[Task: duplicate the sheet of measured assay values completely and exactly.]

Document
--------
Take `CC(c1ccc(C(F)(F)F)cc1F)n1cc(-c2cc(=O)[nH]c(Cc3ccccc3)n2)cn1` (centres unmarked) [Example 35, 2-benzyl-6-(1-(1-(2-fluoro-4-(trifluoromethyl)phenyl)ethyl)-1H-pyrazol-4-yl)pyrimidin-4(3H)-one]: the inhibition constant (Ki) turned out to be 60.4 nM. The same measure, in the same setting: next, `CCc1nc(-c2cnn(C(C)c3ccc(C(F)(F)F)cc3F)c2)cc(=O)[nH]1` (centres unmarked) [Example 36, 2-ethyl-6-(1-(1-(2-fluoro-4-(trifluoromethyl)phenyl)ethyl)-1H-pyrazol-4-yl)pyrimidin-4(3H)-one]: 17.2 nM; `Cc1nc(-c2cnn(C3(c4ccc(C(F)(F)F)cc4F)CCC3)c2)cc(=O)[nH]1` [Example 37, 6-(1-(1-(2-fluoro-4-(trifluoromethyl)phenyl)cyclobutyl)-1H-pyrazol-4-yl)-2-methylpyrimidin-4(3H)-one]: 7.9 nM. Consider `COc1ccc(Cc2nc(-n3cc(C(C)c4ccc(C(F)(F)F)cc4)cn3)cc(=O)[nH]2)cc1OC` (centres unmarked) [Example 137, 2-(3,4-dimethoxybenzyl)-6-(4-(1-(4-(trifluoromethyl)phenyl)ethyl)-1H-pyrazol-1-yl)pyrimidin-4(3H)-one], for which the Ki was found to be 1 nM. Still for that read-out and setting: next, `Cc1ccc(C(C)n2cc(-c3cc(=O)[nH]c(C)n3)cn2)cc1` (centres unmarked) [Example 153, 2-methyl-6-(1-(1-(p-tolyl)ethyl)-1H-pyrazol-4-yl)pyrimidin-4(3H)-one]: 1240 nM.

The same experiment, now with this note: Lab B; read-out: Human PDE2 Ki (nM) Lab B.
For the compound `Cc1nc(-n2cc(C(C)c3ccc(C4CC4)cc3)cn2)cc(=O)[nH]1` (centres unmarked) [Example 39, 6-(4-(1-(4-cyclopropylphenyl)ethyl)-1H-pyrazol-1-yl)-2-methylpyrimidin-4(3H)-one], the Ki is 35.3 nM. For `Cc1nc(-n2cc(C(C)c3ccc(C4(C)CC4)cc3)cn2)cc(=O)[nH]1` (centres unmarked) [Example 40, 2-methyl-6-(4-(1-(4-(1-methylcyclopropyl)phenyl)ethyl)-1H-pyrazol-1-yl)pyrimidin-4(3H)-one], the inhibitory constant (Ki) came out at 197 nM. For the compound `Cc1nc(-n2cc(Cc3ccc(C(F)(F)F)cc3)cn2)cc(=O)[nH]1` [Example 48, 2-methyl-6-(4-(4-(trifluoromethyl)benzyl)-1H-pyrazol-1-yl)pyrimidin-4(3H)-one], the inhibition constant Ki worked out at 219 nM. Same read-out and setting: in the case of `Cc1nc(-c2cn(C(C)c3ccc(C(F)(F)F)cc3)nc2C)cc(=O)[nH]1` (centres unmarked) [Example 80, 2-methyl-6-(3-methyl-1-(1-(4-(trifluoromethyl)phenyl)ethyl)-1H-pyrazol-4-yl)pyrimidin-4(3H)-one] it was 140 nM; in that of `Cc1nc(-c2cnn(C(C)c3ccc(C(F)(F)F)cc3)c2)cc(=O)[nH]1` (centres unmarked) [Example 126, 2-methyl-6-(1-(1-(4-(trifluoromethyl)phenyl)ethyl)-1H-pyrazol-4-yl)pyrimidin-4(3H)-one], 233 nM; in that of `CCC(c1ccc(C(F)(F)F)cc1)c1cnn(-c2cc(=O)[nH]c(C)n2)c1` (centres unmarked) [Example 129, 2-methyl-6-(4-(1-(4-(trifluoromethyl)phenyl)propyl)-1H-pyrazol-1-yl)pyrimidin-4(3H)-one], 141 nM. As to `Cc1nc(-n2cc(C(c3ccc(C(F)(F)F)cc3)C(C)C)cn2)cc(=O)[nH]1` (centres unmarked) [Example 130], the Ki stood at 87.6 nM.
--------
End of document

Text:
Take `CC(c1ccc(C(F)(F)F)cc1F)n1cc(-c2cc(=O)[nH]c(Cc3ccccc3)n2)cn1` (centres unmarked) [Example 35, 2-benzyl-6-(1-(1-(2-fluoro-4-(trifluoromethyl)phenyl)ethyl)-1H-pyrazol-4-yl)pyrimidin-4(3H)-one]: the inhibition constant (Ki) turned out to be 60.4 nM. The same measure, in the same setting: next, `CCc1nc(-c2cnn(C(C)c3ccc(C(F)(F)F)cc3F)c2)cc(=O)[nH]1` (centres unmarked) [Example 36, 2-ethyl-6-(1-(1-(2-fluoro-4-(trifluoromethyl)phenyl)ethyl)-1H-pyrazol-4-yl)pyrimidin-4(3H)-one]: 17.2 nM; `Cc1nc(-c2cnn(C3(c4ccc(C(F)(F)F)cc4F)CCC3)c2)cc(=O)[nH]1` [Example 37, 6-(1-(1-(2-fluoro-4-(trifluoromethyl)phenyl)cyclobutyl)-1H-pyrazol-4-yl)-2-methylpyrimidin-4(3H)-one]: 7.9 nM. Consider `COc1ccc(Cc2nc(-n3cc(C(C)c4ccc(C(F)(F)F)cc4)cn3)cc(=O)[nH]2)cc1OC` (centres unmarked) [Example 137, 2-(3,4-dimethoxybenzyl)-6-(4-(1-(4-(trifluoromethyl)phenyl)ethyl)-1H-pyrazol-1-yl)pyrimidin-4(3H)-one], for which the Ki was found to be 1 nM. Still for that read-out and setting: next, `Cc1ccc(C(C)n2cc(-c3cc(=O)[nH]c(C)n3)cn2)cc1` (centres unmarked) [Example 153, 2-methyl-6-(1-(1-(p-tolyl)ethyl)-1H-pyrazol-4-yl)pyrimidin-4(3H)-one]: 1240 nM.

The same experiment, now with this note: Lab B; read-out: Human PDE2 Ki (nM) Lab B.
For the compound `Cc1nc(-n2cc(C(C)c3ccc(C4CC4)cc3)cn2)cc(=O)[nH]1` (centres unmarked) [Example 39, 6-(4-(1-(4-cyclopropylphenyl)ethyl)-1H-pyrazol-1-yl)-2-methylpyrimidin-4(3H)-one], the Ki is 35.3 nM. For `Cc1nc(-n2cc(C(C)c3ccc(C4(C)CC4)cc3)cn2)cc(=O)[nH]1` (centres unmarked) [Example 40, 2-methyl-6-(4-(1-(4-(1-methylcyclopropyl)phenyl)ethyl)-1H-pyrazol-1-yl)pyrimidin-4(3H)-one], the inhibitory constant (Ki) came out at 197 nM. For the compound `Cc1nc(-n2cc(Cc3ccc(C(F)(F)F)cc3)cn2)cc(=O)[nH]1` [Example 48, 2-methyl-6-(4-(4-(trifluoromethyl)benzyl)-1H-pyrazol-1-yl)pyrimidin-4(3H)-one], the inhibition constant Ki worked out at 219 nM. Same read-out and setting: in the case of `Cc1nc(-c2cn(C(C)c3ccc(C(F)(F)F)cc3)nc2C)cc(=O)[nH]1` (centres unmarked) [Example 80, 2-methyl-6-(3-methyl-1-(1-(4-(trifluoromethyl)phenyl)ethyl)-1H-pyrazol-4-yl)pyrimidin-4(3H)-one] it was 140 nM; in that of `Cc1nc(-c2cnn(C(C)c3ccc(C(F)(F)F)cc3)c2)cc(=O)[nH]1` (centres unmarked) [Example 126, 2-methyl-6-(1-(1-(4-(trifluoromethyl)phenyl)ethyl)-1H-pyrazol-4-yl)pyrimidin-4(3H)-one], 233 nM; in that of `CCC(c1ccc(C(F)(F)F)cc1)c1cnn(-c2cc(=O)[nH]c(C)n2)c1` (centres unmarked) [Example 129, 2-methyl-6-(4-(1-(4-(trifluoromethyl)phenyl)propyl)-1H-pyrazol-1-yl)pyrimidin-4(3H)-one], 141 nM. As to `Cc1nc(-n2cc(C(c3ccc(C(F)(F)F)cc3)C(C)C)cn2)cc(=O)[nH]1` (centres unmarked) [Example 130], the Ki stood at 87.6 nM.